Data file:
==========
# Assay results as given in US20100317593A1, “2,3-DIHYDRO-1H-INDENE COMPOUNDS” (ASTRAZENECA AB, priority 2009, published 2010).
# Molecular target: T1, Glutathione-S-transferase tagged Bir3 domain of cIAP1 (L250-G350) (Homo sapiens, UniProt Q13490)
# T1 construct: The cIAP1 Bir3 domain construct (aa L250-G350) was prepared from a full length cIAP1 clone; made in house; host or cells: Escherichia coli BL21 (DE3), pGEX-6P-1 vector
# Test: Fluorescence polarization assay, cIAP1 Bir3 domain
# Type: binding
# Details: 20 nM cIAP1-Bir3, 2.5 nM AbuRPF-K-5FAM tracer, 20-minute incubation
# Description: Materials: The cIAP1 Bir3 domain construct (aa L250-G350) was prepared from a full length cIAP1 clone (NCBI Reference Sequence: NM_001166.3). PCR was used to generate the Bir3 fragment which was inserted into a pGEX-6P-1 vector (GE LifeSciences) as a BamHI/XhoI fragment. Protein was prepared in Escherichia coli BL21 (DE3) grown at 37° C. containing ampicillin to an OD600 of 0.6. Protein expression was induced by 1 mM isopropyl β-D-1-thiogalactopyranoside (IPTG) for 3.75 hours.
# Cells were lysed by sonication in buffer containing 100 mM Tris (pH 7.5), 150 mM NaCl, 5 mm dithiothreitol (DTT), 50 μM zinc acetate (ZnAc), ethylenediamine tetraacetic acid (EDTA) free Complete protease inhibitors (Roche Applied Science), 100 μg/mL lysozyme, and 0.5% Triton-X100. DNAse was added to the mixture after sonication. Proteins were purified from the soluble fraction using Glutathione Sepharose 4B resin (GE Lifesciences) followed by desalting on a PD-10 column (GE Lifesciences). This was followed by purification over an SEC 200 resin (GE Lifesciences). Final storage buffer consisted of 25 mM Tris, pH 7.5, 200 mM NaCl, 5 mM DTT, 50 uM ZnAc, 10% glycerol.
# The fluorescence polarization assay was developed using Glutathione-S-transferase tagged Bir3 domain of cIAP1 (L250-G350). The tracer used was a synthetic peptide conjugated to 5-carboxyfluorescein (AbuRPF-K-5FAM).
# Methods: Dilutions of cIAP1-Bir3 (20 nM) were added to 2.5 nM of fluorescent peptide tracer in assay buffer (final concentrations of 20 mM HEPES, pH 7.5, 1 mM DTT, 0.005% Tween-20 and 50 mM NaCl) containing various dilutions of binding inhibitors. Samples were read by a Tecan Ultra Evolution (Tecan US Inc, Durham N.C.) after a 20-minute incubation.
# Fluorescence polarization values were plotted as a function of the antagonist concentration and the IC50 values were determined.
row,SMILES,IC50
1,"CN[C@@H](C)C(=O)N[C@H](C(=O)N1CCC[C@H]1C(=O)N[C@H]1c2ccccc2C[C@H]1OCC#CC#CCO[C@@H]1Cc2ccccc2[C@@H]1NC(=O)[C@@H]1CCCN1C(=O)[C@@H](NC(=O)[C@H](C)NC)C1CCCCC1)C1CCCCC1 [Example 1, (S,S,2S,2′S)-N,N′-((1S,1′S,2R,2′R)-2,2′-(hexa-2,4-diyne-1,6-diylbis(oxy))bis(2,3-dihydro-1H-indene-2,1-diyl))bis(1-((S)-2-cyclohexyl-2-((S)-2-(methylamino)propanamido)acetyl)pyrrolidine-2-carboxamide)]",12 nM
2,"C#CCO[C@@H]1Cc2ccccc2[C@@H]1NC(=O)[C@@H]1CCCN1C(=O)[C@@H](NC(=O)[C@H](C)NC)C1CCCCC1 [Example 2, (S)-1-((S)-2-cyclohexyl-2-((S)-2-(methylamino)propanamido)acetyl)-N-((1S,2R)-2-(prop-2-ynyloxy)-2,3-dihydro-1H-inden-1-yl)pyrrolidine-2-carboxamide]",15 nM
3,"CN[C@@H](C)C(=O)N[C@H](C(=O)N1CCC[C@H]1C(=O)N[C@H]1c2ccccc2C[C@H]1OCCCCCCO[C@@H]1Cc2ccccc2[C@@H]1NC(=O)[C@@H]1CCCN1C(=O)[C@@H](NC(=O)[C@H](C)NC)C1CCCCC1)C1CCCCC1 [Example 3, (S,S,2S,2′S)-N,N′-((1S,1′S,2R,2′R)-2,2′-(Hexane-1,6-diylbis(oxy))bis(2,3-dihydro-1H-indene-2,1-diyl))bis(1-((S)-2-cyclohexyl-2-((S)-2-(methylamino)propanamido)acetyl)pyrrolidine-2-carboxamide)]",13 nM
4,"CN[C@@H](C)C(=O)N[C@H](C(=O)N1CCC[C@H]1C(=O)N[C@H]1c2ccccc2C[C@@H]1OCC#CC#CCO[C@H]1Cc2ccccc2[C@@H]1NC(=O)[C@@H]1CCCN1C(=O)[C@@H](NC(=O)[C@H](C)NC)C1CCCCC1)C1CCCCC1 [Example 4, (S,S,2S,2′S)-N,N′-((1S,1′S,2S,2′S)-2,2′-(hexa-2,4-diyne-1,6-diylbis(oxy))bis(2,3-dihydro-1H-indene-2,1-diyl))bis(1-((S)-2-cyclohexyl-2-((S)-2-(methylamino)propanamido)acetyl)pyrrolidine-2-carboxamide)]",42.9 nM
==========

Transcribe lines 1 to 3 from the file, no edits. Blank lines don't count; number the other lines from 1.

# Assay results as given in US20100317593A1, “2,3-DIHYDRO-1H-INDENE COMPOUNDS” (ASTRAZENECA AB, priority 2009, published 2010).
# Molecular target: T1, Glutathione-S-transferase tagged Bir3 domain of cIAP1 (L250-G350) (Homo sapiens, UniProt Q13490)
# T1 construct: The cIAP1 Bir3 domain construct (aa L250-G350) was prepared from a full length cIAP1 clone; made in house; host or cells: Escherichia coli BL21 (DE3), pGEX-6P-1 vector